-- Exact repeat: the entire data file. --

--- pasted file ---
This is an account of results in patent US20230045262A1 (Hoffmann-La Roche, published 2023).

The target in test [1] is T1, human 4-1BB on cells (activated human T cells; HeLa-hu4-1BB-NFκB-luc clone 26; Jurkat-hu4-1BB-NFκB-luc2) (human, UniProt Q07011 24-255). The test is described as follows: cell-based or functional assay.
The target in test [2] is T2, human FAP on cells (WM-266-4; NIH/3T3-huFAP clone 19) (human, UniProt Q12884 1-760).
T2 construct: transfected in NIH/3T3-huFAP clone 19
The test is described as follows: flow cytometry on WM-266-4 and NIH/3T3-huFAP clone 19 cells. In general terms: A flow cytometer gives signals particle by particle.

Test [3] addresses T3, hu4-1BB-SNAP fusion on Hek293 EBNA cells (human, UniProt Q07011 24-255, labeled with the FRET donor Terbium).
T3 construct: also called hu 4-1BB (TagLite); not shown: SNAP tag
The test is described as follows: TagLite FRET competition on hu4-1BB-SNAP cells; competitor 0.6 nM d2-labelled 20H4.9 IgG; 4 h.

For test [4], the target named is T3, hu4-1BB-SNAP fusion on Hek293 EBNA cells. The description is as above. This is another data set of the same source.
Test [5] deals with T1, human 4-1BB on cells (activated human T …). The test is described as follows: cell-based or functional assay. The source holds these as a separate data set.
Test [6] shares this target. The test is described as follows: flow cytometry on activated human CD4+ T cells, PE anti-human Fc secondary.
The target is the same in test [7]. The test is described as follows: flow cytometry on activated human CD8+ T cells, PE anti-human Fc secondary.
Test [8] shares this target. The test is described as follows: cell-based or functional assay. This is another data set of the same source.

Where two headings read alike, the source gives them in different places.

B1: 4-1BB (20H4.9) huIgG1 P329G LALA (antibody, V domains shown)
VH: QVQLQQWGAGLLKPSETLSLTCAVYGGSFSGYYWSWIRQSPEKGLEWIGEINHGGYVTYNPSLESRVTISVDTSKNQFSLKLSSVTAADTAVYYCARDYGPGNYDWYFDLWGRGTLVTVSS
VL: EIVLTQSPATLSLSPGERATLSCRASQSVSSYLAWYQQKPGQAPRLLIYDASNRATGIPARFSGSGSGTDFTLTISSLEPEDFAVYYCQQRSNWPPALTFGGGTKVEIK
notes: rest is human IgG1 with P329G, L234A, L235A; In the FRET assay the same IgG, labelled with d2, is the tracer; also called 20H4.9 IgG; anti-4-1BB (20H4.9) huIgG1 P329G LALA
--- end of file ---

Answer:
This is an account of results in patent US20230045262A1 (Hoffmann-La Roche, published 2023).

The target in test [1] is T1, human 4-1BB on cells (activated human T cells; HeLa-hu4-1BB-NFκB-luc clone 26; Jurkat-hu4-1BB-NFκB-luc2) (human, UniProt Q07011 24-255). The test is described as follows: cell-based or functional assay.
The target in test [2] is T2, human FAP on cells (WM-266-4; NIH/3T3-huFAP clone 19) (human, UniProt Q12884 1-760).
T2 construct: transfected in NIH/3T3-huFAP clone 19
The test is described as follows: flow cytometry on WM-266-4 and NIH/3T3-huFAP clone 19 cells. In general terms: A flow cytometer gives signals particle by particle.

Test [3] addresses T3, hu4-1BB-SNAP fusion on Hek293 EBNA cells (human, UniProt Q07011 24-255, labeled with the FRET donor Terbium).
T3 construct: also called hu 4-1BB (TagLite); not shown: SNAP tag
The test is described as follows: TagLite FRET competition on hu4-1BB-SNAP cells; competitor 0.6 nM d2-labelled 20H4.9 IgG; 4 h.

For test [4], the target named is T3, hu4-1BB-SNAP fusion on Hek293 EBNA cells. The description is as above. This is another data set of the same source.
Test [5] deals with T1, human 4-1BB on cells (activated human T …). The test is described as follows: cell-based or functional assay. The source holds these as a separate data set.
Test [6] shares this target. The test is described as follows: flow cytometry on activated human CD4+ T cells, PE anti-human Fc secondary.
The target is the same in test [7]. The test is described as follows: flow cytometry on activated human CD8+ T cells, PE anti-human Fc secondary.
Test [8] shares this target. The test is described as follows: cell-based or functional assay. This is another data set of the same source.

Where two headings read alike, the source gives them in different places.

B1: 4-1BB (20H4.9) huIgG1 P329G LALA (antibody, V domains shown)
VH: QVQLQQWGAGLLKPSETLSLTCAVYGGSFSGYYWSWIRQSPEKGLEWIGEINHGGYVTYNPSLESRVTISVDTSKNQFSLKLSSVTAADTAVYYCARDYGPGNYDWYFDLWGRGTLVTVSS
VL: EIVLTQSPATLSLSPGERATLSCRASQSVSSYLAWYQQKPGQAPRLLIYDASNRATGIPARFSGSGSGTDFTLTISSLEPEDFAVYYCQQRSNWPPALTFGGGTKVEIK
notes: rest is human IgG1 with P329G, L234A, L235A; In the FRET assay the same IgG, labelled with d2, is the tracer; also called 20H4.9 IgG; anti-4-1BB (20H4.9) huIgG1 P329G LALA